At the end of season four of "Mad Men," viewers were flung something of a surprise, as lead character Don Draper proposed to his secretary, a character only introduced a couple of episodes before. Over the long, long hiatus before season five, it wasn't clear if Megan Calvet would be back, but she certainly was, as Megan Draper, and over the course of Season Five, she's become one of the key figures on the show, indeed, arguably the most prominent female character (Peggy had a strong season, but was mostly absent in the last few episodes). And while the character's been a little divisive among fans, we'd argue that 31-year-old Jessica Paré has done a smashing job in the role. The Montreal-born actress has been working for over a decade -- she led "Stardom" in 2000 for "The Barbarian Invasions" director Denys Arcand, and made several films in Canada before breaking into the US with Paul McGuigan's "Wicker Park" and TV drama "Jack & Bobby." She's been working consistently ("Hot Tub Time Machine" being her most recent), but without quite matching her early success, but "Mad Men" has certainly meant that she's turned heads. She's neatly represented the younger generation, and a kind of bohemian ambition that her husband will never understand, with a slightly offbeat, goofy beauty that makes hera tremendously compelling screen presence (see: "Zou Bisou Bisou"). But her skills go beyond her mere presence -- she's managed to make the new Draper marriage seem like it could be the real deal, while still instilling levels of ambition that could end up sewing the seeds for it to crumble. And her struggles with step-motherhood -- caught between being a mother and a friend to Don's daughter Sally, have been some of the most compelling moments of the series. As best as we can tell, Paré doesn't have anything lined up over the show's hiatus, but with showrunner Matthew Weiner making a movie over the break, it could be a while before season six, so we're sure a decent role will come around before too long.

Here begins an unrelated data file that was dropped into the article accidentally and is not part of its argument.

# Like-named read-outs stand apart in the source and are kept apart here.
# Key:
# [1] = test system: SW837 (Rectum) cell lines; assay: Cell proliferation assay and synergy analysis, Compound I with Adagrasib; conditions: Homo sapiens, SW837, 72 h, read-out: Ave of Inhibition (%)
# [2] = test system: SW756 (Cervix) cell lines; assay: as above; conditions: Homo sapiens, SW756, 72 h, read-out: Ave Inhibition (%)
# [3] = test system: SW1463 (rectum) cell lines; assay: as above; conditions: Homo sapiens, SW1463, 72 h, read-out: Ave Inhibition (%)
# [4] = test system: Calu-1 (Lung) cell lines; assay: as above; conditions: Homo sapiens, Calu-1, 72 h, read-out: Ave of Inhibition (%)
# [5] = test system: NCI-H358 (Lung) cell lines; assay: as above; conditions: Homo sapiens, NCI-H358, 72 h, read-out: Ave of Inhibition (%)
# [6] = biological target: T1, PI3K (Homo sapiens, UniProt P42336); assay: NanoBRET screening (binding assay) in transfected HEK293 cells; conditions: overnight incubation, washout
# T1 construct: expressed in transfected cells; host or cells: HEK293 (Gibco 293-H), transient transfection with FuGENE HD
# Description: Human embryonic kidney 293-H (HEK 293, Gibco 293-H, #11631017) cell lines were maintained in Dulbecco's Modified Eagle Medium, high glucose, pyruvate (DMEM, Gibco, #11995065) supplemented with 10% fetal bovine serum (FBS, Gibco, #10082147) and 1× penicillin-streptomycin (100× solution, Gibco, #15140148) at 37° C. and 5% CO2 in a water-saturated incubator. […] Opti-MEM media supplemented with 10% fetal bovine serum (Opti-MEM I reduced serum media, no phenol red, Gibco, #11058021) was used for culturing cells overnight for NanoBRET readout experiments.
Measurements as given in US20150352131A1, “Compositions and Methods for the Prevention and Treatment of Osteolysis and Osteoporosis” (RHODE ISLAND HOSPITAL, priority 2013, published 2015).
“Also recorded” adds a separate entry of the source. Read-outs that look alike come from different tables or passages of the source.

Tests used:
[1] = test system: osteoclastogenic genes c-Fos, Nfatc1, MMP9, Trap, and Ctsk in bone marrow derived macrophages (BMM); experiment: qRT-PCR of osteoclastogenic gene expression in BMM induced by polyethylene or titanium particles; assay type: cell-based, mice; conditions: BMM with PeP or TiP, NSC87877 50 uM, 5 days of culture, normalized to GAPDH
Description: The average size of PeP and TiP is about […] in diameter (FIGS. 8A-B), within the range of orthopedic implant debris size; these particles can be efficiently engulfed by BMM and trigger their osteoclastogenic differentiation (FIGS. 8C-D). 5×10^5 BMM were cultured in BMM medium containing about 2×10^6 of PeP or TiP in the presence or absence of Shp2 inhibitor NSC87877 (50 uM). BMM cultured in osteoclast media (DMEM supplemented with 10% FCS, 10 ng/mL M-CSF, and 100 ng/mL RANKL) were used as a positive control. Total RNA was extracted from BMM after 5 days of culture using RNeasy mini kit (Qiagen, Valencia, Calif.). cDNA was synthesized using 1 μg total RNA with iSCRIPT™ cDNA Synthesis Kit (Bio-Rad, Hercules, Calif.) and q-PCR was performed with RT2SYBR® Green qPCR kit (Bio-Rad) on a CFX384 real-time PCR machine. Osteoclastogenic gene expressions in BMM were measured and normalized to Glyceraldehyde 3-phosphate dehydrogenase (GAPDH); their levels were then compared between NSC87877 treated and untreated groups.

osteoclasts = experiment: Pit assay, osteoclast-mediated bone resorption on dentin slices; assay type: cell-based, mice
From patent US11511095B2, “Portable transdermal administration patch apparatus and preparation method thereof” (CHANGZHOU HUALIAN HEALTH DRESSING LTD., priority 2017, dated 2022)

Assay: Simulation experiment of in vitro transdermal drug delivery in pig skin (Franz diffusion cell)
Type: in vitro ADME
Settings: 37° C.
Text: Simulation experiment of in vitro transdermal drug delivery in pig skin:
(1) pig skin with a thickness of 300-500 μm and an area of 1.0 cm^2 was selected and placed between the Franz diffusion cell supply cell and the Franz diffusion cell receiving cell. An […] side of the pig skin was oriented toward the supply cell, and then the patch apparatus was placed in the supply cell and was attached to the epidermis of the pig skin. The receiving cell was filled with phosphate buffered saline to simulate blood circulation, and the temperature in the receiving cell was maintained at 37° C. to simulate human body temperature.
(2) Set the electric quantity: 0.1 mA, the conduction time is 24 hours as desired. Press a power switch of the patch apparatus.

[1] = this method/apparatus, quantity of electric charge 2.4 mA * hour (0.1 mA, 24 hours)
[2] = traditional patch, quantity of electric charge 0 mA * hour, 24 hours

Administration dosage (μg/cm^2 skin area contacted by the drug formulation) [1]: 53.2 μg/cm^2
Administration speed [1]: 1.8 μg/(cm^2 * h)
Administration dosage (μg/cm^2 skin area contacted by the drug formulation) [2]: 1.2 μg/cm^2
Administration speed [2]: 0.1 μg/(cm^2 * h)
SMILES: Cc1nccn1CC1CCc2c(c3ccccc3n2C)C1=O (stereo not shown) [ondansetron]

Perhaps something of a cheat here as he’s already made a bigger name for himself than most of our other picks, Chris Pratt makes it onto our list for two main reasons: firstly, “Parks and Recreation” [spoiler alert] is not going to feature in our forthcoming top ten TV shows, despite having occupied the number 1 spot the season before. Now, while we all did feel the quality slipped a few notches this time out, that summation could seem unduly harsh on a show that we all are still rooting for -- so we wanted it to feature in some capacity somewhere. And secondly, there are perils and pitfalls associated with this kind of listmaking, and Chris Pratt, with a prominent upcoming role in Kathryn Bigelow’s “Zero Dark Thirty,” following on from scene-stealing turns in “Moneyball” and "Five Year Engagement” is, frankly, as close to a banker as we’ve got. If you need reminding of why, you just need to look at his impeccable change of gear from adorable doofus Andy Dwyer in ‘Parks’ to obnoxious asshole in ‘Engagement’ to sweet but sad and broken ball player in “Moneyball.” Most of all, perhaps it was his performance in the latter film that really made us realise the kid’s got chops - it’s a small role, but perfectly balanced and heartbreakingly understated, that culminates in one of the most satisfyingly earned triumphal moments in a sports movie, ever. We really can’t wait to see what he does in “Zero Dark Thirty” and to see if, as we suspect, it gives him a leg up into the big leagues, but prior to that we’ll be seeing more of Andy Dwyer, which is absolutely fine by us -- very little is as funny as that human Golden Retriever of a man throwing himself into something. He's sharper than he looks too -- the show's writers credit one of the finest ever jokes on the series (Andy looking at WebMD and diagnosing a colleague with 'Network Connectivity Problems') to an adlib from Pratt. Maybe we'll see him pen a whole script before too long?